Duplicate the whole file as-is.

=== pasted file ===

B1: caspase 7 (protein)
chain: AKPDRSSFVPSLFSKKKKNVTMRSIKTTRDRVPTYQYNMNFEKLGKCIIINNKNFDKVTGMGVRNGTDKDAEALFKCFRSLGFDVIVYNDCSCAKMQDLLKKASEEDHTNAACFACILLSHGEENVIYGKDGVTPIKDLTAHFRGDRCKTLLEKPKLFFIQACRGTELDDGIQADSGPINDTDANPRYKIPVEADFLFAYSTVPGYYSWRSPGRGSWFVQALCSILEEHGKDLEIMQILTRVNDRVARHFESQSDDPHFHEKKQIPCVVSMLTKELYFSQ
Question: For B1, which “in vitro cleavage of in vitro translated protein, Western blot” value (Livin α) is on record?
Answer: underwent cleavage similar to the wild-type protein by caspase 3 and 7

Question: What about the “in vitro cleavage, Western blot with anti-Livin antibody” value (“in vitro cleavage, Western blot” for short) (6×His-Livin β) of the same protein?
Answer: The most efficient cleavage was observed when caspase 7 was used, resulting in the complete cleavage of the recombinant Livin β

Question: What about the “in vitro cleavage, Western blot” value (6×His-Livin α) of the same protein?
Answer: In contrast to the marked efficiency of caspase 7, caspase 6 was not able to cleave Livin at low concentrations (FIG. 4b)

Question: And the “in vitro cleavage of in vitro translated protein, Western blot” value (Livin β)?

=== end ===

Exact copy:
B1: caspase 7 (protein)
chain: AKPDRSSFVPSLFSKKKKNVTMRSIKTTRDRVPTYQYNMNFEKLGKCIIINNKNFDKVTGMGVRNGTDKDAEALFKCFRSLGFDVIVYNDCSCAKMQDLLKKASEEDHTNAACFACILLSHGEENVIYGKDGVTPIKDLTAHFRGDRCKTLLEKPKLFFIQACRGTELDDGIQADSGPINDTDANPRYKIPVEADFLFAYSTVPGYYSWRSPGRGSWFVQALCSILEEHGKDLEIMQILTRVNDRVARHFESQSDDPHFHEKKQIPCVVSMLTKELYFSQ
Question: For B1, which “in vitro cleavage of in vitro translated protein, Western blot” value (Livin α) is on record?
Answer: underwent cleavage similar to the wild-type protein by caspase 3 and 7

Question: What about the “in vitro cleavage, Western blot with anti-Livin antibody” value (“in vitro cleavage, Western blot” for short) (6×His-Livin β) of the same protein?
Answer: The most efficient cleavage was observed when caspase 7 was used, resulting in the complete cleavage of the recombinant Livin β

Question: What about the “in vitro cleavage, Western blot” value (6×His-Livin α) of the same protein?
Answer: In contrast to the marked efficiency of caspase 7, caspase 6 was not able to cleave Livin at low concentrations (FIG. 4b)

Question: And the “in vitro cleavage of in vitro translated protein, Western blot” value (Livin β)?